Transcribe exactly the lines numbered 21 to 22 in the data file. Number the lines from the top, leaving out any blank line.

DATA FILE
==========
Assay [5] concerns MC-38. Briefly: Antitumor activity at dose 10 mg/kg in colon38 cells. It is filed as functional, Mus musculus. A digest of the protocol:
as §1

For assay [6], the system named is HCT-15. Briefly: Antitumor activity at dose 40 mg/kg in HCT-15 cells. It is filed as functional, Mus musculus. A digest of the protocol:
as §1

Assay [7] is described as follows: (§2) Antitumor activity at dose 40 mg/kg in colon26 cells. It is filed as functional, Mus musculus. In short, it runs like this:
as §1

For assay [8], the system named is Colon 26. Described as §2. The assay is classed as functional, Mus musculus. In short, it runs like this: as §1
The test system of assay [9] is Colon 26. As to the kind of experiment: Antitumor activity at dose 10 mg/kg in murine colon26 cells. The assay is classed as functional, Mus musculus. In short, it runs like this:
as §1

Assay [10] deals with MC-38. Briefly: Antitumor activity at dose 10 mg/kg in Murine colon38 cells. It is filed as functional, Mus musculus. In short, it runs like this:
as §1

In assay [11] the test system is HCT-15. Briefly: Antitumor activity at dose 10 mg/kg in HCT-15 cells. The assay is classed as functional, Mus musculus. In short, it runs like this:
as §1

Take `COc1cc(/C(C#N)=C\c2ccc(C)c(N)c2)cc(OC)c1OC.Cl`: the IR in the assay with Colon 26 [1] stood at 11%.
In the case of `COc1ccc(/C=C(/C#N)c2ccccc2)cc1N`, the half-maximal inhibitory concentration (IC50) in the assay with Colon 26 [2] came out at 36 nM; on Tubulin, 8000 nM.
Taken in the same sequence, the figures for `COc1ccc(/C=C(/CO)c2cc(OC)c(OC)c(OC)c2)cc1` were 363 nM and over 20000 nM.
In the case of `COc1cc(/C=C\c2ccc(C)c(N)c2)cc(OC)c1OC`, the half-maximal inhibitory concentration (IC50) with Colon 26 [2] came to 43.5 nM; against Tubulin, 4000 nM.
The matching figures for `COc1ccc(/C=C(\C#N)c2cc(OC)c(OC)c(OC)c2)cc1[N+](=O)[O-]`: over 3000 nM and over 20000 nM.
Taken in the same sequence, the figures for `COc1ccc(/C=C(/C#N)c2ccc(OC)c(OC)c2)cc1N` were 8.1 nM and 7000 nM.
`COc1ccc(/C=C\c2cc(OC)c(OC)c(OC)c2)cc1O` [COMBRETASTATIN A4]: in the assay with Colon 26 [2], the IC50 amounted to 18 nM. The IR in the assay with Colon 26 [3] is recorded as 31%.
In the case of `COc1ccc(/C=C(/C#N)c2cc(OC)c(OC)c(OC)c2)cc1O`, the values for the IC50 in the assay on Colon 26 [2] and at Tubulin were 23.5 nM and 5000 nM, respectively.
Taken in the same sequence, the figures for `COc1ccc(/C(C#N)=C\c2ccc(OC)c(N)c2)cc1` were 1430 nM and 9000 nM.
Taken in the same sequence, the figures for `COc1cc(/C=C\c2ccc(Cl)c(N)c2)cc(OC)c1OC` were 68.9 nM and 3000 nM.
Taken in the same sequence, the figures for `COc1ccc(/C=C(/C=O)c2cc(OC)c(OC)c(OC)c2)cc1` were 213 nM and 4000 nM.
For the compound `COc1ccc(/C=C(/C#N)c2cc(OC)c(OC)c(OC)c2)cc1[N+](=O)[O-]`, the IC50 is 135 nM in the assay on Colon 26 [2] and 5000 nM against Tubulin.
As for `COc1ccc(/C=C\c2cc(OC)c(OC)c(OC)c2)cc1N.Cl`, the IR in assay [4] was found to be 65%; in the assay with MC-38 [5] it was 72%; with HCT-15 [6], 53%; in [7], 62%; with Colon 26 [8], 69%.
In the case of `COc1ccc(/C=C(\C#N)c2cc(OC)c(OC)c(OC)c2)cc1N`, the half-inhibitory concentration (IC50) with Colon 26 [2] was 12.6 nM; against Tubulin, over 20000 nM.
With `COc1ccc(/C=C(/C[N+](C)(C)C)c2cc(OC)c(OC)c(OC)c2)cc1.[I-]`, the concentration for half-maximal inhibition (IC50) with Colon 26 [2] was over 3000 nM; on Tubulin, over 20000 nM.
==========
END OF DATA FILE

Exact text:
In the case of `COc1ccc(/C=C(/C#N)c2cc(OC)c(OC)c(OC)c2)cc1O`, the values for the IC50 in the assay on Colon 26 [2] and at Tubulin were 23.5 nM and 5000 nM, respectively.
Taken in the same sequence, the figures for `COc1ccc(/C(C#N)=C\c2ccc(OC)c(N)c2)cc1` were 1430 nM and 9000 nM.